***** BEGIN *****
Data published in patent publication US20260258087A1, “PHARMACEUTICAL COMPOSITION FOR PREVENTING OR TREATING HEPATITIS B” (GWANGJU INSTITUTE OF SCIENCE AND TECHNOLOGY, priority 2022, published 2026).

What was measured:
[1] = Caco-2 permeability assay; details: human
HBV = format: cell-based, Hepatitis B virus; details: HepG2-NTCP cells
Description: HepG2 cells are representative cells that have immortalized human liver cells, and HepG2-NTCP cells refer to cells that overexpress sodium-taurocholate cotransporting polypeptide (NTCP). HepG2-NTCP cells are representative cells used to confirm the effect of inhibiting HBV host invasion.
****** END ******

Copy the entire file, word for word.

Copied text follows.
Data published in patent publication US20260258087A1, “PHARMACEUTICAL COMPOSITION FOR PREVENTING OR TREATING HEPATITIS B” (GWANGJU INSTITUTE OF SCIENCE AND TECHNOLOGY, priority 2022, published 2026).

What was measured:
[1] = Caco-2 permeability assay; details: human
HBV = format: cell-based, Hepatitis B virus; details: HepG2-NTCP cells
Description: HepG2 cells are representative cells that have immortalized human liver cells, and HepG2-NTCP cells refer to cells that overexpress sodium-taurocholate cotransporting polypeptide (NTCP). HepG2-NTCP cells are representative cells used to confirm the effect of inhibiting HBV host invasion.